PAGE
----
--Finra fines Merrill Lynch $2.8 million for overcharging 95,000 customers
--Merrill pays $32 million in remediation
--A Merrill spokesman says the overcharges were related to improper coding of accounts
The Financial Industry Regulatory Authority has fined Bank of America Corp.'s (BAC) Merrill Lynch unit $2.8 million for overcharging nearly 95,000 customers $32 million in unwarranted fees, and for failing to provide certain required trade notices.
Merrill Lynch has provided $32 million in remediation, plus interest, to the affected customers. The broker-dealer and investment adviser neither admitted nor denied the charges but consented to the entry of Finra's findings.
"Following Bank of America's acquisition of Merrill Lynch, we identified operational issues that affected certain investment advisory accounts. These were primarily the results of improper coding of accounts," Merrill Lynch spokesman Bill Halldin said. "We have improved our system to address these issues and have reimbursed affected clients."
Finra found that from April 2003 to December 2011, Merrill Lynch failed to have an adequate supervisory system to ensure that customers in certain investment-advisory programs were billed in accordance with contract and disclosure documents. The regulator also said Merrill Lynch failed to provide timely trade confirmations to customers due to computer-programming errors, leading to a failure to send customers trade confirmations for more than 10.6 million trades in over 230,000 customer accounts from July 2006 to November 2010.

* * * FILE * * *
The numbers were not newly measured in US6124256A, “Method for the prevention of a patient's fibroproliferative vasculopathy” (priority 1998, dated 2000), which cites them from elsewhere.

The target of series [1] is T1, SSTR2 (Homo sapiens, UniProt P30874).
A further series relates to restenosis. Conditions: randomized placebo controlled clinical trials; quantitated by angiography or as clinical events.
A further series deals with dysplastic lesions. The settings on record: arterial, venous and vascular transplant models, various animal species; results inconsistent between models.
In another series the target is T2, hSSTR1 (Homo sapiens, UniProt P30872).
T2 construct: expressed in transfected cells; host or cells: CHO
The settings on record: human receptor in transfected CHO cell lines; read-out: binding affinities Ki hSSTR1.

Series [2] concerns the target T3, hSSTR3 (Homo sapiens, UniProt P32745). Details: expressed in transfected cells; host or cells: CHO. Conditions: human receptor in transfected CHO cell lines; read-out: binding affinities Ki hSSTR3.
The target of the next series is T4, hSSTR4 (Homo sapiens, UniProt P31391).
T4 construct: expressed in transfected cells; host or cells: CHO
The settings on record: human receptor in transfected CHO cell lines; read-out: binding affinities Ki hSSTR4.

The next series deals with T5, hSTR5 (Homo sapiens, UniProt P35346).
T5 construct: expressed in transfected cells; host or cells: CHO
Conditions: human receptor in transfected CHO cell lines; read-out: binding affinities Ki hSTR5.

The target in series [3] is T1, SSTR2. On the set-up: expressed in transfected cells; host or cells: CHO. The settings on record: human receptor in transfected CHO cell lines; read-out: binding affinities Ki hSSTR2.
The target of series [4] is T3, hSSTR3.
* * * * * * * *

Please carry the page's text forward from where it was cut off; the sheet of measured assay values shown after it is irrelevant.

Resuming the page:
"Investors must be able to trust that the fees charged by their securities firm are, in fact, correct. When this is not the case, investor confidence is threatened," Finra Chief of Enforcement Brad Bennett said.
In addition, Finra said the broker-dealer and investment adviser didn't properly identify whether it acted as an agent or principal on trade confirmations and account statements relating to at least 7.5 million mutual-fund purchase transactions.
In October of last year, Finra fined Merrill Lynch $1 million for supervisory failures that allowed a registered representative, Bruce Hammonds, to allegedly convince 11 individuals to invest more than $1 million in a purported Ponzi scheme he allegedly created and ran as B&J Partnership for more than 10 months.
Bank of America shares were down seven cents to $8.07 in recent trading Thursday morning. Shares are up 45% year to date but are down 26% over the last 12 months.
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